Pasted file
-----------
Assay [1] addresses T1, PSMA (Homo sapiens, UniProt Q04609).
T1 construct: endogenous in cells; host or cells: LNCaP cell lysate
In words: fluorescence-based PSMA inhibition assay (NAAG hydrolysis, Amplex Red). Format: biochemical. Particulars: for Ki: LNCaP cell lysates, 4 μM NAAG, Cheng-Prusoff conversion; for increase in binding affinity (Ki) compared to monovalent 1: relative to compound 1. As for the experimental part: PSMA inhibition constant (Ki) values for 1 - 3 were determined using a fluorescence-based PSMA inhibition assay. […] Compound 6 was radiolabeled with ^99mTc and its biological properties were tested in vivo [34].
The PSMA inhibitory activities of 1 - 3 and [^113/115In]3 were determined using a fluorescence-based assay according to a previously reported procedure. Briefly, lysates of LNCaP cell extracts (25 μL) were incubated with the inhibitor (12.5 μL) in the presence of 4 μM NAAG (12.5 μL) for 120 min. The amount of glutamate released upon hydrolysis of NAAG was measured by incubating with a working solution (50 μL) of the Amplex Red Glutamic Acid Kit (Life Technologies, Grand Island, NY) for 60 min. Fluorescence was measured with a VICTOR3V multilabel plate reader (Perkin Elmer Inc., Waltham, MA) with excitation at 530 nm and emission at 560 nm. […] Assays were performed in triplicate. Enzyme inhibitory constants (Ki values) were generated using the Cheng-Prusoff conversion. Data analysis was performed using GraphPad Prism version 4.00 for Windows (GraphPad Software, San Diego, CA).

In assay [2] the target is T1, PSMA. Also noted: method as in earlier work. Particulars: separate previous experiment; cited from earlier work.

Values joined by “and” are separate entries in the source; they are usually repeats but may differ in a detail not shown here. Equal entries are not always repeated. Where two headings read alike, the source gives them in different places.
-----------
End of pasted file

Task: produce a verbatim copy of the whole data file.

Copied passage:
Assay [1] addresses T1, PSMA (Homo sapiens, UniProt Q04609).
T1 construct: endogenous in cells; host or cells: LNCaP cell lysate
In words: fluorescence-based PSMA inhibition assay (NAAG hydrolysis, Amplex Red). Format: biochemical. Particulars: for Ki: LNCaP cell lysates, 4 μM NAAG, Cheng-Prusoff conversion; for increase in binding affinity (Ki) compared to monovalent 1: relative to compound 1. As for the experimental part: PSMA inhibition constant (Ki) values for 1 - 3 were determined using a fluorescence-based PSMA inhibition assay. […] Compound 6 was radiolabeled with ^99mTc and its biological properties were tested in vivo [34].
The PSMA inhibitory activities of 1 - 3 and [^113/115In]3 were determined using a fluorescence-based assay according to a previously reported procedure. Briefly, lysates of LNCaP cell extracts (25 μL) were incubated with the inhibitor (12.5 μL) in the presence of 4 μM NAAG (12.5 μL) for 120 min. The amount of glutamate released upon hydrolysis of NAAG was measured by incubating with a working solution (50 μL) of the Amplex Red Glutamic Acid Kit (Life Technologies, Grand Island, NY) for 60 min. Fluorescence was measured with a VICTOR3V multilabel plate reader (Perkin Elmer Inc., Waltham, MA) with excitation at 530 nm and emission at 560 nm. […] Assays were performed in triplicate. Enzyme inhibitory constants (Ki values) were generated using the Cheng-Prusoff conversion. Data analysis was performed using GraphPad Prism version 4.00 for Windows (GraphPad Software, San Diego, CA).

In assay [2] the target is T1, PSMA. Also noted: method as in earlier work. Particulars: separate previous experiment; cited from earlier work.

Values joined by “and” are separate entries in the source; they are usually repeats but may differ in a detail not shown here. Equal entries are not always repeated. Where two headings read alike, the source gives them in different places.